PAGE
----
Competition Issues in Road Transport
The road transport sector, an essential mode of transport in OECD economies, is conventionally divided into two, largely unrelated, parts – the road freight industry and the road passenger industry. The sectors under discussion – trucking, buses, and taxis – have quite different characteristics and scope for competition, which reflect inter alia differences in the timeliness and economies of scale and scope in operations. Trucking can sustain high level of competition and to some extent buses as well while there is some debate as to how and what form of competition can be introduced in taxis. As in the air transport industry, international trucking is governed by restrictive bilateral treaties. Most countries have liberalised their domestic trucking sector, removing controls on entry and prices. In the bus industry, long-distance bus services are liberalised in some countries while intra-city or local buses are very rarely liberalised. The taxi industry appears at first sight to be competitive with many buyers and many sellers.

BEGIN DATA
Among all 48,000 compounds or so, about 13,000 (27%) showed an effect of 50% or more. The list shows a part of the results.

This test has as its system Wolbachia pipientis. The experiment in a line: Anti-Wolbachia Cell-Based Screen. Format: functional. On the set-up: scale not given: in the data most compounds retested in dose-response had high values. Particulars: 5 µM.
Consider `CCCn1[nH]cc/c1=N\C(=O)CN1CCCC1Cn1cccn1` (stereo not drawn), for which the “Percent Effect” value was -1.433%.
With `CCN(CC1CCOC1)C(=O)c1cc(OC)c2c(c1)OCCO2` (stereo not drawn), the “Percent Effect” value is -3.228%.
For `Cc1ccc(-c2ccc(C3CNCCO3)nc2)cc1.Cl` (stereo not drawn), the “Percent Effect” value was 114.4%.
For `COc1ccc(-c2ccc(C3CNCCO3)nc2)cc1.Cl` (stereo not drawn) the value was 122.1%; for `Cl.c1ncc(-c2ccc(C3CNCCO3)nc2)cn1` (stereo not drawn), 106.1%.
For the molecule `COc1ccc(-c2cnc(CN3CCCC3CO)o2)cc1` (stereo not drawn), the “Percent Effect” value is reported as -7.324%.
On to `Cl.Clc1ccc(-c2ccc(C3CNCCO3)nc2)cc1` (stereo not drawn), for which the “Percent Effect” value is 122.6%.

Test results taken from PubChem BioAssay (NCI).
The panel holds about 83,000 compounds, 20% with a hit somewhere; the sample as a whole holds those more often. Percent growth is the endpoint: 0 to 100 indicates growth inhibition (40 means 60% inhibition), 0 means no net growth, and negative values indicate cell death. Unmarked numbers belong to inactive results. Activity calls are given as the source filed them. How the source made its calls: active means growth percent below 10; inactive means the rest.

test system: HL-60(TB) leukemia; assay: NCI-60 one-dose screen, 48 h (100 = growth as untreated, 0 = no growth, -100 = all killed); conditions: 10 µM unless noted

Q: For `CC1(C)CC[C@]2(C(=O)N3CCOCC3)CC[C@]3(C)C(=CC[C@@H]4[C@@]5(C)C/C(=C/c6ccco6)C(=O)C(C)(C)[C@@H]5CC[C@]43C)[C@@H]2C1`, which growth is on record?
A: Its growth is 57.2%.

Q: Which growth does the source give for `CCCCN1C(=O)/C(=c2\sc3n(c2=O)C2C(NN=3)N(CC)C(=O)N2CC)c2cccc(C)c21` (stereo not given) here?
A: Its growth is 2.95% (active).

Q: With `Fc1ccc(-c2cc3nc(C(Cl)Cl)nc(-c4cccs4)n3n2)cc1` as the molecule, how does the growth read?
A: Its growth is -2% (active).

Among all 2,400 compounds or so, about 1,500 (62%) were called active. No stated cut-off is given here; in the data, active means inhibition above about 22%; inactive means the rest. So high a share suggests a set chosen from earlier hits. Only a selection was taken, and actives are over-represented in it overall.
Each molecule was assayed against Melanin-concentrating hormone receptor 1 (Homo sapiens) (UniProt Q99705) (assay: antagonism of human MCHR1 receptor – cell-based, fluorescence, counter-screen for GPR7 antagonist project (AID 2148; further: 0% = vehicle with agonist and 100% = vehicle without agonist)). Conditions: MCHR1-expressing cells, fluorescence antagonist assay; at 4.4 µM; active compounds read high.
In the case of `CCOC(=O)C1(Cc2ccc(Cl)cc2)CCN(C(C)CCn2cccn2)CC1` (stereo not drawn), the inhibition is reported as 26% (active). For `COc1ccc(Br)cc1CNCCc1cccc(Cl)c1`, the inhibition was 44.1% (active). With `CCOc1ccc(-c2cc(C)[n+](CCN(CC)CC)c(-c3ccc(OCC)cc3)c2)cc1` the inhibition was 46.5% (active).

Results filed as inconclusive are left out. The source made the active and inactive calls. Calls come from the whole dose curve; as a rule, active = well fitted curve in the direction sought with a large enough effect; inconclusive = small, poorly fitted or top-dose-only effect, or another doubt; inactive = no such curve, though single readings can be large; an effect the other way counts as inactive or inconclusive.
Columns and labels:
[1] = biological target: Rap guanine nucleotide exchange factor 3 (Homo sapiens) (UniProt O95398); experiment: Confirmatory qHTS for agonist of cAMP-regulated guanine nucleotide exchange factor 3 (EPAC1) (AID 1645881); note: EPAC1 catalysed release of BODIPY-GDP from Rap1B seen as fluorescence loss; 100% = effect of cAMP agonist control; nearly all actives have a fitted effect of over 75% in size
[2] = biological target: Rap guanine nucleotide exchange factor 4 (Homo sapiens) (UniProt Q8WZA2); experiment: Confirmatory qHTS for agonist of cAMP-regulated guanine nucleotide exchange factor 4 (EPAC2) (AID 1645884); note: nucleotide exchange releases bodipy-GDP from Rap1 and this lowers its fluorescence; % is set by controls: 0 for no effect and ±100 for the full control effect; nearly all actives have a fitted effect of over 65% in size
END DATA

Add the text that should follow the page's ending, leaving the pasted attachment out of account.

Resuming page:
Volume (Year): 4 (2003)
Issue (Month): 4 ()
|Contact details of provider:|| Postal: 2 rue Andre Pascal, 75775 Paris Cedex 16|
Phone: 33-(0)-1-45 24 82 00
Fax: 33-(0)-1-45 24 85 00
Web page: http://www.oecd.org
More information through EDIRC
When requesting a correction, please mention this item's handle: RePEc:oec:dafkaa:5lmqcr2k267k. See general information about how to correct material in RePEc.
For technical questions regarding this item, or to correct its authors, title, abstract, bibliographic or download information, contact: ()
If references are entirely missing, you can add them using this form.